Samsung scored a win in its patent infringement battle against Apple on Wednesday when a Dutch court ruled that the iPad and iPhone maker has, in fact, used Samsung-patented technology without proper licensing. While the court shot down Samsung’s request to ban the import and sale of the iPhone 4 and iPad 2, the company has plans to use the ruling to go after compensation for Apple’s infringement.
“Samsung welcomes the decision of the court in The Hague, which again confirms that Apple makes free use of our technological innovations” Samsung said in a statement. “In accordance with this statement, we will recover adequate damages that Apple and its products have caused.”
Samsung scores a minor win in its patent infringement battle against Apple
The court ruled that the iPhone 4 and earlier infringe on a Samsung patent that describes an “apparatus for encoding a transport format combination indicator for a communication system,” or European patent EP1188269. Samsung’s other infringement claims against Apple in the case were dismissed.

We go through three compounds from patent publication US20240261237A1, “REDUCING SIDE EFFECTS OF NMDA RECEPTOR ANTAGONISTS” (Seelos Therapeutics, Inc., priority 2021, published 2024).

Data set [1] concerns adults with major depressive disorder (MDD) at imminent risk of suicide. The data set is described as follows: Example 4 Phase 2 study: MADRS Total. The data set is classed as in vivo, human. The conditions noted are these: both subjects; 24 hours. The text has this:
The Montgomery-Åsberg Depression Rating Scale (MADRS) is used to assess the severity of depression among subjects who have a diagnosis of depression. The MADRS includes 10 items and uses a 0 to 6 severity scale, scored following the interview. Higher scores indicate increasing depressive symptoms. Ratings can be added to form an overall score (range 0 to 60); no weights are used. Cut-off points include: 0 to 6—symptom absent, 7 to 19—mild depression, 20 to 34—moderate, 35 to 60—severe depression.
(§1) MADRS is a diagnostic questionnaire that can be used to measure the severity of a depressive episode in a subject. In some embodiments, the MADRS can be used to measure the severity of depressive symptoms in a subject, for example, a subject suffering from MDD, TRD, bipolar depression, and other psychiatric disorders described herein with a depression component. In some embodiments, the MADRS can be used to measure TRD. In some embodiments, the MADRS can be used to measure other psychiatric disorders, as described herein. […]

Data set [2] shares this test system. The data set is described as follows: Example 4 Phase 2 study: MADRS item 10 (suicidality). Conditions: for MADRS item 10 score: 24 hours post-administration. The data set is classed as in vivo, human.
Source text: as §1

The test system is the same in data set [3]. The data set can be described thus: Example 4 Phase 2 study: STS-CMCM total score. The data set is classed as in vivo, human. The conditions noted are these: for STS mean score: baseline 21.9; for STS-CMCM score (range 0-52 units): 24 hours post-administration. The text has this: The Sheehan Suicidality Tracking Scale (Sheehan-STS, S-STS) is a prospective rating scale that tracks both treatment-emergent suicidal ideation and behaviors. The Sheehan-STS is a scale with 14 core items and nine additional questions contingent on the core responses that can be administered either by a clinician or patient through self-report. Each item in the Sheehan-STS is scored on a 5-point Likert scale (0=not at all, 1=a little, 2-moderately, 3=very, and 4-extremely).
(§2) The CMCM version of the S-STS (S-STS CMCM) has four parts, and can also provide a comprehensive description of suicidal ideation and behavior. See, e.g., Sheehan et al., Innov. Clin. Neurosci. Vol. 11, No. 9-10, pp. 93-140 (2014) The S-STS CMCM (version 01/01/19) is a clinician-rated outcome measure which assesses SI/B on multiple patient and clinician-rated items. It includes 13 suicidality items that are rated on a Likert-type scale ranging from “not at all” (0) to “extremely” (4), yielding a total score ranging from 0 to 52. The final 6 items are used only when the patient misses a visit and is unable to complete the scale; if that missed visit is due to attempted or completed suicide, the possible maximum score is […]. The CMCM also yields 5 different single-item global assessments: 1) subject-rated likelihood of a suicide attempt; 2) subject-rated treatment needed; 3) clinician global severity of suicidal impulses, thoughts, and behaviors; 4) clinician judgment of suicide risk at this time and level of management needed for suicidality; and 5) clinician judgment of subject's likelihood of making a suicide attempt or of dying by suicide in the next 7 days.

This ruling is the first offensive win Samsung has had against Apple since the two companies started squaring off in court over a year ago. The win isn’t, however, as significant as Samsung is implying.
“Samsung has approximately 100,000 patents worldwide. At some point it had to win something. But it’s important to put this into perspective,” said Florian Muller of Foss Patents. ” It’s not even clear that Samsung will make enough money as a result of this infringement finding to offset the 800,000 euros it now owes Apple in legal fees because it lost with respect to three of its four patents.”
Apple and Samsung have been locked in a legal battle in several countries for months over claims that they are infringing on each other’s mobile device patents.
Mr. Muller added that what Samsung was really hoping for was a win that it could use to force Apple into a world-wide patent infringement settlement. Today’s token win in the Netherlands, however, won’t be enough to push Apple back to the negotiation table.
“From a strategic point of view, [Samsung] had already lost 99.9 percent of these cases even before today’s liability ruling came down,” Mr. Muller said. “This really is nothing more than symbolic.”